Currently unavailable: for regular students
Degree: Combined Honours in Arts (Bachelors) - Durham University
I am currently studying English and Classics at Durham University, and have worked a lot with young people in the past, both in an academic context and in more leisurely circumstances. Having very much enjoyed mentoring pupils for English on a one-to-one basis, I feel confident both teaching and discussing academic issues with someone, so that they can learn to come to their own interpretations, and develop their own opinions. I have worked a lot with people who speak English as a foreign language (for example, when I taught at a school in Nepal), and also have experience of working with disabled students, or students with learning or behavioural difficulties.
Second Year, Durham University
Combined Honours in Arts (English Literature and Classics). Achieved the top mark for Combined Arts in my year in the First Year.
A levels (2013)
General Studies A*
Latin (self-taught) A*
Religious Studies A
Extended Project Qualification (2012)
Comparing two novels by Dickens and Steinbeck. A*
10.5 grade A* (including Maths and English), 2 grade A.
Previous Experience of Teaching and Working with Young People
The Challenge, 2015
Facilitating groups of ten to twelve young people (between the ages of fifteen and seventeen) on the National Citizens Service programme to design and implement their own community campaigns.
Reading Club, 2015
Reading with children at a primary school.
Au Pairing, 2014
Child-care in Switzerland, with two children (aged eight and ten).
Nepali school, 2014
Helping to teach English to children of all ages in Sarbodaya, a remote Nepali school.
Campus Children’s Holidays, 2014
Helping to give holidays for children in Liverpool, who have been highlighted by Social Services as needing respite from their home lives. Taking them out for activities such as swimming and visiting a farm.
Working as an Activity Instructor/Group Leader at a children’s adventure holiday site. I gained internal qualifications in Archery, Problem Solving, Orienteering, Survival and Aeroball, and external in Fencing, First Aid at Work and Working with Children and Vulnerable Adults.
English Mentoring, 2012-2013
Reading and discussing a variety of topics with a younger pupil whose first language is Chinese Mandarin. Also, helping another girl with spelling.
Helping with activities for children each week.
|English||A Level||£20 /hr|
|Extended Project Qualification||A Level||£20 /hr|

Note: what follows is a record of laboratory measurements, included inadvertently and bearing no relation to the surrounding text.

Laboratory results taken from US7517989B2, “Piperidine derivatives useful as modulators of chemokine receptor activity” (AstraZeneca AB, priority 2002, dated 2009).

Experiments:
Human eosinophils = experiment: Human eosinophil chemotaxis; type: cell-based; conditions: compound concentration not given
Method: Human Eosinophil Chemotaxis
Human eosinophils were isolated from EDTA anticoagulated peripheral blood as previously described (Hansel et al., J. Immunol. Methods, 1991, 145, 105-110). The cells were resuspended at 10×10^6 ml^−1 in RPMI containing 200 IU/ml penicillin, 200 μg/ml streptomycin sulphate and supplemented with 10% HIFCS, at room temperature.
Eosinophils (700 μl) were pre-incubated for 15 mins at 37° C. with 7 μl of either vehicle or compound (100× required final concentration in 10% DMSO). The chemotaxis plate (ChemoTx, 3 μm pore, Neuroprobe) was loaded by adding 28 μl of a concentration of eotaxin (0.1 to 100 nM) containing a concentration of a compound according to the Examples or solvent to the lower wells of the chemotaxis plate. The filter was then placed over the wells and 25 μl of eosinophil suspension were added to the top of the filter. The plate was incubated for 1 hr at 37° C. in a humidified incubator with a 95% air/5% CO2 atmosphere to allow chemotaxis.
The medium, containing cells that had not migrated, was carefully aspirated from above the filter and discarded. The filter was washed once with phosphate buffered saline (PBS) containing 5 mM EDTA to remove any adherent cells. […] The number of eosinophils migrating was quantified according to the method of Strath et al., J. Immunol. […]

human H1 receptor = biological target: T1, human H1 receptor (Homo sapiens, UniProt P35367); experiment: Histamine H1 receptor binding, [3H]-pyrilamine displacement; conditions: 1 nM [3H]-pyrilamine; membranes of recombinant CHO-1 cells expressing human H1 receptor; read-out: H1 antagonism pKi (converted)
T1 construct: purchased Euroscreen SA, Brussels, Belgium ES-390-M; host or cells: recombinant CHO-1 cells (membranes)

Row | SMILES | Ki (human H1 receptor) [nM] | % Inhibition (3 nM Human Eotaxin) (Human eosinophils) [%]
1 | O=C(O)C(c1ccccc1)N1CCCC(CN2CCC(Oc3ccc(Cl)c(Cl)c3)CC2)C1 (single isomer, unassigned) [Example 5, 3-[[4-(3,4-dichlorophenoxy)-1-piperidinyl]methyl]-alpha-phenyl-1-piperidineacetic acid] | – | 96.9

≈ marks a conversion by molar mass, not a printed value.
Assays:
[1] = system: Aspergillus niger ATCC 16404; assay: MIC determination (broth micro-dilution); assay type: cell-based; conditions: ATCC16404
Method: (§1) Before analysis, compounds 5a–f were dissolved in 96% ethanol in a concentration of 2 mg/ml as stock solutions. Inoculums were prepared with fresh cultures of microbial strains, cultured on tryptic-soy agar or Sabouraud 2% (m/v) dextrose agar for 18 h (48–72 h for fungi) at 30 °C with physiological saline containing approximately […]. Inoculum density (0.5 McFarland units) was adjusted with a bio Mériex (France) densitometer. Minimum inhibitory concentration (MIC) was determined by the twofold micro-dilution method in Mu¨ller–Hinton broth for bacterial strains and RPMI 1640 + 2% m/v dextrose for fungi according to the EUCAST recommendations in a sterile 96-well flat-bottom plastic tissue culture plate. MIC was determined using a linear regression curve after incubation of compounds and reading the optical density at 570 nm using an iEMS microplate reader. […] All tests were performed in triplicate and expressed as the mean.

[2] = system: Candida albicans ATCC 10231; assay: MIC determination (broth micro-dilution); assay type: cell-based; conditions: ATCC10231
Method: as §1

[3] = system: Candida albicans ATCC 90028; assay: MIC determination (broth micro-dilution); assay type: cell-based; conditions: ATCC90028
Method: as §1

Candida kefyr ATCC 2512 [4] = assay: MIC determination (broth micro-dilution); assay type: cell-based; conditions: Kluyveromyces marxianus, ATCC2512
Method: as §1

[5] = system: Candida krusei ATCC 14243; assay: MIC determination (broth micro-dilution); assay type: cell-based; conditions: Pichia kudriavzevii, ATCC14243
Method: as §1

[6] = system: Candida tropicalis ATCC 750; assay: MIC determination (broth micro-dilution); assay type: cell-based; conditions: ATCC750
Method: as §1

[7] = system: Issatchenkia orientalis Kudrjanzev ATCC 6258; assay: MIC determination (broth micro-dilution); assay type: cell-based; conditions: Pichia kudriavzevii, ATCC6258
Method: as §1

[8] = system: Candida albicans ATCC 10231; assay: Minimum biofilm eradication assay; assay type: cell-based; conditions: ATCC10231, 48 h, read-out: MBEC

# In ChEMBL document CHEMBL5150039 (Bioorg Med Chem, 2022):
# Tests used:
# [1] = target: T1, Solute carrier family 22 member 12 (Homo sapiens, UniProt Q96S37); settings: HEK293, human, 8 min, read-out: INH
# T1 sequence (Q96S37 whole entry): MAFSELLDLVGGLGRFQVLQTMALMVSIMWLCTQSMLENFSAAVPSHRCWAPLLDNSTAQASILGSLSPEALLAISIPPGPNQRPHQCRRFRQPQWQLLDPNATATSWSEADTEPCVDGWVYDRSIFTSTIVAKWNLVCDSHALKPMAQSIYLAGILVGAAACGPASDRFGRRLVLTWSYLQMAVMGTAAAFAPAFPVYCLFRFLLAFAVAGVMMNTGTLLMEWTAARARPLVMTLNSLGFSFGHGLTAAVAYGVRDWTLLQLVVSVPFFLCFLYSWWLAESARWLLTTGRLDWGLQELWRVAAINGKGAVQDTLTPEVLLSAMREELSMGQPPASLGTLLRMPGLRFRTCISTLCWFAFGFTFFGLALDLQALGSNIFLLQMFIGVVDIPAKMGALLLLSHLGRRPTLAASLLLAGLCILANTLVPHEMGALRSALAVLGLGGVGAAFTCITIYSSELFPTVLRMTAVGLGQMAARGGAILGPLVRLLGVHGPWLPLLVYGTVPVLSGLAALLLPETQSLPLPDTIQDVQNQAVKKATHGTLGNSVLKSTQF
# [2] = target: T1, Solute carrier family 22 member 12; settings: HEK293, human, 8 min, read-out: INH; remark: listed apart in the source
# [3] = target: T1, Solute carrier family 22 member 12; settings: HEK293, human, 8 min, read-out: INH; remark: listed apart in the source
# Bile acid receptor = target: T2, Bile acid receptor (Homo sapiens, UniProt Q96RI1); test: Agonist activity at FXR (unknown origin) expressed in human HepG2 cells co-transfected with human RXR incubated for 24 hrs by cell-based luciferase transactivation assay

|Extended Project Qualification||GCSE||£18 /hr|
|English||13 Plus||£18 /hr|
|English||11 Plus||£18 /hr|
|-Personal Statements-||Mentoring||£20 /hr|
|Extended Project Qualification||A-Level||A*|
|Before 12pm||12pm - 5pm||After 5pm|
Please get in touch for more detailed availability
A metaphor is the literary technique used to compare one thing with another by saying that it is that thing. For example, Alfred Noyes's poem, 'The Highway Man', begins with three metaphors:
'The wind was a torrent of darkness among the gusty trees.
The moon was a ghostly galleon tossed upon cloudy seas.
The road was a ribbon of moonlight over the purple moor,'.
In this extract, metaphors are used to compare the wind to moving water, the moon to a ship at sea, and the road to a ribbon.
The most important question to ask when you see a metaphor is, 'Why is it being used?' Often, you will be able to think of many answers to this question, and all of them could be correct. In the example above, the wind could be compared to a 'torrent' because it is fast and strong (fast-flowing water would push with more force than fast-flowing air, so Noyes could be suggesting that the wind is so strong that it feels as though it is water moving, rather than air). A torrent also pushes in only one direction (as in a river), so there could be the suggestion of inevitability. Just as the flow of water is unstoppable, so the tragic ending of the poem is unavoidable.
On a more complex level, a metaphor can be used to highlight the difference between the two things it compares. For example, a road and a ribbon (compared by a metaphor in the quotation above) have few similarities. Though a reader might understand, from this extract, that the road is beautiful and shining, like a ribbon, the differences between a ribbon and a road could also aid their understanding of the poem. Though the road is substantial and often used by men (for trade, or crime), the ribbon is small, able to be ruined, and associated with women. The image of the ribbon, then, is seen in the wrong place, where the reader could imagine its being trampled on and ruined by the vehicles that travel on the highway. In the same way, the heroine of this poem will be killed because her beautiful, fragile presence is placed in a man's world. The difference between the two things compared by the metaphor, therefore, reflects a theme of the poem that could make the reader doubt that the beauty of the setting is safe, and possibly lead to a sense of foreboding.
If you want to mention the use of a metaphor in an essay, it is important not only to identify the metaphor, and the things it compares, but why it is comparing these things, and what effect it will have on the reader.see more